4] As everyone is facing challenges to get cash, both distributors and retailers are forced to give extra credit time. This is bound to impact the networking capital of the lube companies and base oil companies due to the ripple effect, in the short term.

5] The most impacted markets are two-wheeler in rural and used cars in both urban and rural, as a number of cash transaction is high for these segments. Almost 30~35% of used car sales leads to new car purchase. So if the used car market does not recover, it may adversely impact the volumes of the new car market over the next 3~4 months.

Sales of two-wheelers have been hit due to the temporary liquidity issues and most of the dealers feel that this will rebound once the cash situation improves or more people change to cashless methods.

Any slowdown in rural areas will have a bearing on two-wheeler sales, as rural markets account for close to two-thirds of entry two-wheeler sales in the country.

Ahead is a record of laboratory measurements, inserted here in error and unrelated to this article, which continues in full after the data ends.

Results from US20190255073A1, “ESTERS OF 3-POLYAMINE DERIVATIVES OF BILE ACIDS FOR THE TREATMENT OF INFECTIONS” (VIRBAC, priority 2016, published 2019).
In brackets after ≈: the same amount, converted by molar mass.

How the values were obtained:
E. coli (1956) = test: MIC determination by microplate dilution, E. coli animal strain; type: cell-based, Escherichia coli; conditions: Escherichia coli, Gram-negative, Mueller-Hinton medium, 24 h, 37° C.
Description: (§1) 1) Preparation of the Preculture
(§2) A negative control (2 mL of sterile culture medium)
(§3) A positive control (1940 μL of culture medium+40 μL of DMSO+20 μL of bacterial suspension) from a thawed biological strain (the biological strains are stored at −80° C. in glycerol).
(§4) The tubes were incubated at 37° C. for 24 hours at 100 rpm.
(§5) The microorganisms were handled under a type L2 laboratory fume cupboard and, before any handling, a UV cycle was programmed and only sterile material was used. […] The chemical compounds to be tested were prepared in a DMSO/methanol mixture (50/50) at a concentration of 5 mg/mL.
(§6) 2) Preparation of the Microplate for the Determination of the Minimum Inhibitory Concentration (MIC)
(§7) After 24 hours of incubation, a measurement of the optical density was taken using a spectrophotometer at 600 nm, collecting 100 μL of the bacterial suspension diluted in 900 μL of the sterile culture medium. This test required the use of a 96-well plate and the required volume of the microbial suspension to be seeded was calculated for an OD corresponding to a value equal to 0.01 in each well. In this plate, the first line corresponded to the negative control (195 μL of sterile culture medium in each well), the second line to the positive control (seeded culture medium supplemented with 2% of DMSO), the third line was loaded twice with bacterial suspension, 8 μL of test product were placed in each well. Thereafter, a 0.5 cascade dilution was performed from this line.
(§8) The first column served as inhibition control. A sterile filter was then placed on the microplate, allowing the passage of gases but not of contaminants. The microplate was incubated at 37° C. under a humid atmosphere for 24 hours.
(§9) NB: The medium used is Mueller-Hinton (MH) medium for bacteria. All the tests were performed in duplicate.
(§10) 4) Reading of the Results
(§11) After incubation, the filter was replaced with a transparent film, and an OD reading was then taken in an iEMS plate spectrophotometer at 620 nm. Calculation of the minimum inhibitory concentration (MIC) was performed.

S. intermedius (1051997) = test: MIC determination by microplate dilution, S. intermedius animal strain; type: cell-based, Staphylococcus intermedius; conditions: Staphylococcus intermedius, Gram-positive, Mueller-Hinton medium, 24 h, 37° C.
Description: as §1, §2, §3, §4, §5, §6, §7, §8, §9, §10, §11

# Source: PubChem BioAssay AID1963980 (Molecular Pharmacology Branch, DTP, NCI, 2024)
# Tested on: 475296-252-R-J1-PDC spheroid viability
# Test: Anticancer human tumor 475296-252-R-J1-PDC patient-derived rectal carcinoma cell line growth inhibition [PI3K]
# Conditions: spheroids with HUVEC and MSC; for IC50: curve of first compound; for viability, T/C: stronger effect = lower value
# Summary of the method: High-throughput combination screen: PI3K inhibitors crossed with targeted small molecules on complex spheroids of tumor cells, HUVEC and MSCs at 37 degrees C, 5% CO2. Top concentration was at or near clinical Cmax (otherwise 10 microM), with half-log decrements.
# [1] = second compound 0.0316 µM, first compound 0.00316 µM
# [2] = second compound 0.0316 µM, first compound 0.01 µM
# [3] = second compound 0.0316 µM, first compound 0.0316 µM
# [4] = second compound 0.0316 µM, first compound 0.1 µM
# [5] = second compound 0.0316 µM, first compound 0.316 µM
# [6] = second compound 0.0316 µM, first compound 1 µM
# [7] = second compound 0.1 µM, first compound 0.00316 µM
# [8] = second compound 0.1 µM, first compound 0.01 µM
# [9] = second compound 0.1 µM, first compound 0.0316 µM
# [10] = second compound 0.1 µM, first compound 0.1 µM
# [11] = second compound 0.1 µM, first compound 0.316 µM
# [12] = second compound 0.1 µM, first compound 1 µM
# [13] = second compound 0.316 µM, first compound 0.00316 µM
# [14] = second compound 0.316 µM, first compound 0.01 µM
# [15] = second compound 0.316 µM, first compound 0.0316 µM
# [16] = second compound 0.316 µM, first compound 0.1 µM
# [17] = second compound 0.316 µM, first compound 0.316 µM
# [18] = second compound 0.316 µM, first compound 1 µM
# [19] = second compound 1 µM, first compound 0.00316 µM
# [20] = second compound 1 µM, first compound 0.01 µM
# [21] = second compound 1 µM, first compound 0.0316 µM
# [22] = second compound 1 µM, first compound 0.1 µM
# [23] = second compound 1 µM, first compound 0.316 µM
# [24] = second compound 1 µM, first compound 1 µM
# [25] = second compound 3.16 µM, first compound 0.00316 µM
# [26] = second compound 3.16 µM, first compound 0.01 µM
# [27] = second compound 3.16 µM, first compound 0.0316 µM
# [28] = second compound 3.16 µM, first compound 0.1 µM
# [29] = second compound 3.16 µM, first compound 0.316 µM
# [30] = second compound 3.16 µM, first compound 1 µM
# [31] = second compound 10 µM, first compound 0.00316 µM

6] Monsoon in India has been extremely good, leading to improved agricultural output. The mood was quite upbeat in almost all rural markets, which should reflect in growing consumption of tractors oils and two-wheelers oils, once cash position improves. Again here, we feel that if consumers in rural areas and semi-urban areas are educated on adopting new ways of transactions, lubricant companies could gain a lot in terms of sales.

7] The overall commercial vehicles sales in November 2016 in the domestic market stood at 20,538 units, lower by 17 percent over November 2015. With fleet owners and their customers short of cash, not all trucks are plying. Spot market has been completely impacted and smaller fleet owners have clearly delayed their purchase of new trucks. Lubricants for commercial, which comprise both truck and tractor segment, contribute approx.65% of total automotive lubricants. So clearly the slowdown in the movement of goods and currency shortage in the rural market will impact the sales of lubricants in the short term.